Beliefnet
On the Front Lines of the Culture Wars

Atheists and skeptics now have as much access to our children as we have, says bestselling author Josh McDowell.

“What has changed everything?” asked McDowell as he spoke on “Unshakable Truth, Relevant Faith” at the Billy Graham Center in Asheville, N.C., Friday evening. His answer was, the Internet.

“The Internet has given atheists, agnostics, skeptics, the people who like to destroy everything that you and I believe, the almost equal access to your kids as your youth pastor and you have… whether you like it or not,” said McDowell, author of scores of Christian books, including the bestselling More than a Carpenter and New Evidence that Demands Verdict.

Our children’s beliefs and their worldview, McDowell said, form values, which in turn drive their behavior.

The worldview, he said, “is where we are falling down.”

What is the prevalent worldview in America today? “There is no truth apart from myself,” said McDowell. This removes authorities from young Americans’ perspective. They lack a moral compass since the only thing driving them is their own feelings.

This makes them easy victims for emotional appeals.

In 1994, an alarming 62 percent of evangelical Christians did not believe in absolute truth. In 1999, it jumped to 78 percent.

“You know what it is now?” asked McDowell. “One of the most staggering statistics in history of the church… 91 percent said there is no absolute truth apart from myself.”

That means the vast majority of Americans consider themselves the absolute authority on whether something is right or wrong.

McDowell said atheists, agnostics and skeptics didn’t have access to kids in the past.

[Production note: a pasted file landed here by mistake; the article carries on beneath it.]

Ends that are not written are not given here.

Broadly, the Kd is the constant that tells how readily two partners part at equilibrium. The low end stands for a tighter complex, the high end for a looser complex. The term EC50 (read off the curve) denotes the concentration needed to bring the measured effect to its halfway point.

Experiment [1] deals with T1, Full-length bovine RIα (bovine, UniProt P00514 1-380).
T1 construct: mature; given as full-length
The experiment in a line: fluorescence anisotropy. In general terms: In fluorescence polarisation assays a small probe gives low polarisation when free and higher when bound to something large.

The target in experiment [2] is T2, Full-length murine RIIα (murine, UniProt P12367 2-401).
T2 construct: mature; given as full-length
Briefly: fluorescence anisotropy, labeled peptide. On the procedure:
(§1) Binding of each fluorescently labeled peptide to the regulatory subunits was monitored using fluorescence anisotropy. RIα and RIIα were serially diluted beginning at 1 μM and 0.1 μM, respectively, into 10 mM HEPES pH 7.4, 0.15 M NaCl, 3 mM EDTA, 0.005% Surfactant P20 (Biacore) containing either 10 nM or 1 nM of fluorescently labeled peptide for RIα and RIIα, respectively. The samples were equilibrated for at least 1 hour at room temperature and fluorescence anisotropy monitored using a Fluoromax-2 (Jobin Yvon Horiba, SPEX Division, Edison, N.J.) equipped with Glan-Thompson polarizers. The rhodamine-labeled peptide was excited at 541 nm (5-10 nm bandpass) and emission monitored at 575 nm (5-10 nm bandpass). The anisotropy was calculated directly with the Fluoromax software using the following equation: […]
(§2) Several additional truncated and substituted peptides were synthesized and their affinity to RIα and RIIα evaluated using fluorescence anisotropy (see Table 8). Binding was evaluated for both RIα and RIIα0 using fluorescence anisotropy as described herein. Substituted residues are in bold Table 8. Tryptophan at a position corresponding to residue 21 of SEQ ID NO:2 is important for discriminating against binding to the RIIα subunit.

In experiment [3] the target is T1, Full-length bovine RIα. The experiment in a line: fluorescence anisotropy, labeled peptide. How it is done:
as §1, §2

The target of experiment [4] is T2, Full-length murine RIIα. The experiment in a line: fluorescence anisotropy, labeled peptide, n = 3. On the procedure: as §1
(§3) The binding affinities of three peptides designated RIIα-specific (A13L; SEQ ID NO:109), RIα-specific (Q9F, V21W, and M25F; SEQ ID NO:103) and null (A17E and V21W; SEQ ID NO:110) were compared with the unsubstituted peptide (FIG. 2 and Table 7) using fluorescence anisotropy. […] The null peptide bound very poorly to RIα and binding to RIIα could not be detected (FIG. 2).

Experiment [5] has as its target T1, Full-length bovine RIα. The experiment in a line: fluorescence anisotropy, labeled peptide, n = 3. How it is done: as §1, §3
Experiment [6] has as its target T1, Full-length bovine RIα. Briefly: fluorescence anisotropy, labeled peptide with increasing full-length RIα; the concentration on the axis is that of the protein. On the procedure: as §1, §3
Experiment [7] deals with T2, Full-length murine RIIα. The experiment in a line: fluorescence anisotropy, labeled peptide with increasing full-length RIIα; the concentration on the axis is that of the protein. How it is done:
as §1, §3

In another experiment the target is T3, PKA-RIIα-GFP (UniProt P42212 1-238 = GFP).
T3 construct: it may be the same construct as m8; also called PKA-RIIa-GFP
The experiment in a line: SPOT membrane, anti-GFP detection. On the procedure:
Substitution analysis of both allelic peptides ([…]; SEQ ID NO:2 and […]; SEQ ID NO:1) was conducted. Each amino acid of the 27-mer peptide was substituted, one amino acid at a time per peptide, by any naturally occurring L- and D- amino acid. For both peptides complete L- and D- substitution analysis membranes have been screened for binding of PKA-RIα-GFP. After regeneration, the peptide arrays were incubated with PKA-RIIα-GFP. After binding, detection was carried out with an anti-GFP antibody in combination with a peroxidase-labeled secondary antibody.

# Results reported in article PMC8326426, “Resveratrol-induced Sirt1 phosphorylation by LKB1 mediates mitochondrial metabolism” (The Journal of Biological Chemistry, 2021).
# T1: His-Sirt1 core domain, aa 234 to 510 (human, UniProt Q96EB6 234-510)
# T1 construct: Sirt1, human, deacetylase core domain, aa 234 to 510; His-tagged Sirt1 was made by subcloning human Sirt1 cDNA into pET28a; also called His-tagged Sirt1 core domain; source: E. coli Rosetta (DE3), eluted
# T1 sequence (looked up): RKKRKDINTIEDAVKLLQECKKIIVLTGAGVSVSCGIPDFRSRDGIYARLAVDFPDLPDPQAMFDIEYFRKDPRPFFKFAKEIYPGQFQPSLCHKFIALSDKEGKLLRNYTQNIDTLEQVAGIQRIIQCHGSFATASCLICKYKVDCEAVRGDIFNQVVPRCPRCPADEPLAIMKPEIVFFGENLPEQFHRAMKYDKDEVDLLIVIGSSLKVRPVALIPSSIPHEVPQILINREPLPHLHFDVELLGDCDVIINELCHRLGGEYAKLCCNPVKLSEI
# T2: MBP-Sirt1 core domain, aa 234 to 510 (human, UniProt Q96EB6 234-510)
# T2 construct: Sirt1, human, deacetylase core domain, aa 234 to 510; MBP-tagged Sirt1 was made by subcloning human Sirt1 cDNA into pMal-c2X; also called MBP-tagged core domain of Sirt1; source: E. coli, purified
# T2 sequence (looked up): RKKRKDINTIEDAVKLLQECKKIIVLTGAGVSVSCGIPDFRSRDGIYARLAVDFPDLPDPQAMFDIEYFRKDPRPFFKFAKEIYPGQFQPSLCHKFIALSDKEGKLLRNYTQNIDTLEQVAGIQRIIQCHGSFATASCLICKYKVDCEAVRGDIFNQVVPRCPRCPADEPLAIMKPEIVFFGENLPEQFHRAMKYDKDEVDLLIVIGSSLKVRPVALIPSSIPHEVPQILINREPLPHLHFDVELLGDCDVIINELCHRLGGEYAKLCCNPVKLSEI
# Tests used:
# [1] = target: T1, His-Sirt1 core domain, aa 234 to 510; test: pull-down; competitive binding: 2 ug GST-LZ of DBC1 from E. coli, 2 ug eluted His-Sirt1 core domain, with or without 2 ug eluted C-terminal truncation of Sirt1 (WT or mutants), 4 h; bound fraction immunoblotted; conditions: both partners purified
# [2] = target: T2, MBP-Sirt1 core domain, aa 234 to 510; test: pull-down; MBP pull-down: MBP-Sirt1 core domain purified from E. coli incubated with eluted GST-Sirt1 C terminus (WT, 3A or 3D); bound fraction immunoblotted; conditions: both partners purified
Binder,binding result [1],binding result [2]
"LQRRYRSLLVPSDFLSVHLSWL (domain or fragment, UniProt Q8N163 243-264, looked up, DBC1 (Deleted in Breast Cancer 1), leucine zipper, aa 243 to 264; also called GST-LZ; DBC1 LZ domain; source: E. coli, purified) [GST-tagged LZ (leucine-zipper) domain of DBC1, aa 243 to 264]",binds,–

“If they wrote books, not many people read it. If they gave a talk, not many people went. They would normally get to kids maybe in the last couple of years of the university.”

But that has changed now, lamented McDowell.

“If you do not reach your child by their 12th birthday, you probably won’t reach them,” he warned. The Internet is weakening Christian witness and “we better wake up to it.”

McDowell, who considered himself an agnostic before accepting Christ, warned that the sexual immorality through the Internet was “marginalizing the maturity of the witness of Christ…all over the world.” It’s an “invasive, intruding immorality… that is all just one click away.” He said the majority of questions young people ask him are about sex, mainly “oral sex.”

However, McDowell said, as many as 85 to 90 percent of the evangelical Christian parents in America are not equipped to handle their kids. Christians, he urged, needed to understand the time, quoting 1 Chronicles 12:32: “Of the sons of Issachar, men who understood the times, with knowledge of what Israel should do…”